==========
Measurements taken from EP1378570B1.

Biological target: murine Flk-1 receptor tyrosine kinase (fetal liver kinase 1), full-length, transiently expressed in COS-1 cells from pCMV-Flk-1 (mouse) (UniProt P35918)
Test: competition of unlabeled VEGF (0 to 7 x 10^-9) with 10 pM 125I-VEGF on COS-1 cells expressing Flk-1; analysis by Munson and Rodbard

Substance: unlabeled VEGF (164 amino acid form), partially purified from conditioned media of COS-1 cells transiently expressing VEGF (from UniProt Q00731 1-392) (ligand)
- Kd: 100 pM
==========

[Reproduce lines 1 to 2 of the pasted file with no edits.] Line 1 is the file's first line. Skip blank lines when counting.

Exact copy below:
Measurements taken from EP1378570B1.

Biological target: murine Flk-1 receptor tyrosine kinase (fetal liver kinase 1), full-length, transiently expressed in COS-1 cells from pCMV-Flk-1 (mouse) (UniProt P35918)